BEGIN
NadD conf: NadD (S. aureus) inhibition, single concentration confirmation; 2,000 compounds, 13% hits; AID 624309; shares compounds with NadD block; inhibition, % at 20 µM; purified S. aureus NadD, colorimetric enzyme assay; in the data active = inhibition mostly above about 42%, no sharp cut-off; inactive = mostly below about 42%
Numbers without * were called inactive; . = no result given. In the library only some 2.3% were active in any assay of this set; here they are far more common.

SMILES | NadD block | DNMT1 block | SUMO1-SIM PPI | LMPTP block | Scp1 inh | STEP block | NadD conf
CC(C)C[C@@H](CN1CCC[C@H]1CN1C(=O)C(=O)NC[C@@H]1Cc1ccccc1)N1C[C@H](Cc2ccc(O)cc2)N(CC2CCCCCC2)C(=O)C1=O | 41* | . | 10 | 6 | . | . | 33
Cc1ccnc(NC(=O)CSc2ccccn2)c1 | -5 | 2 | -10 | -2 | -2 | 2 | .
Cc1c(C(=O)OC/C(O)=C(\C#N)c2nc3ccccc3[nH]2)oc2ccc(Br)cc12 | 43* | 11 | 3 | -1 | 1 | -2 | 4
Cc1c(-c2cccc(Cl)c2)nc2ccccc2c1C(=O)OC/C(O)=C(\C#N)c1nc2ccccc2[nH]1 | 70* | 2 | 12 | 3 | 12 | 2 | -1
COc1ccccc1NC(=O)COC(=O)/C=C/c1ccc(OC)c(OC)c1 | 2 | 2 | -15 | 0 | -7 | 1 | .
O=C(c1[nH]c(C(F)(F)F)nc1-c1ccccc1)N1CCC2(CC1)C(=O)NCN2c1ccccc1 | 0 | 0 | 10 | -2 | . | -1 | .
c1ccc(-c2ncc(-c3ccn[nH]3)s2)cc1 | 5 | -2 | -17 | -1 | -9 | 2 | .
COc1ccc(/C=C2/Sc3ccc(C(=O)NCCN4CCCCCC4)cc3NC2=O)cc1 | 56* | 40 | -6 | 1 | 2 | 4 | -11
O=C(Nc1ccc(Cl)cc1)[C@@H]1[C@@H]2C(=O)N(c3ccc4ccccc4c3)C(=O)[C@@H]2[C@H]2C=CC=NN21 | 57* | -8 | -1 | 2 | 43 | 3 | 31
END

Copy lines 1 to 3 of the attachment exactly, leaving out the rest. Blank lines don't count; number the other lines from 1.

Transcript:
NadD conf: NadD (S. aureus) inhibition, single concentration confirmation; 2,000 compounds, 13% hits; AID 624309; shares compounds with NadD block; inhibition, % at 20 µM; purified S. aureus NadD, colorimetric enzyme assay; in the data active = inhibition mostly above about 42%, no sharp cut-off; inactive = mostly below about 42%
Numbers without * were called inactive; . = no result given. In the library only some 2.3% were active in any assay of this set; here they are far more common.

SMILES | NadD block | DNMT1 block | SUMO1-SIM PPI | LMPTP block | Scp1 inh | STEP block | NadD conf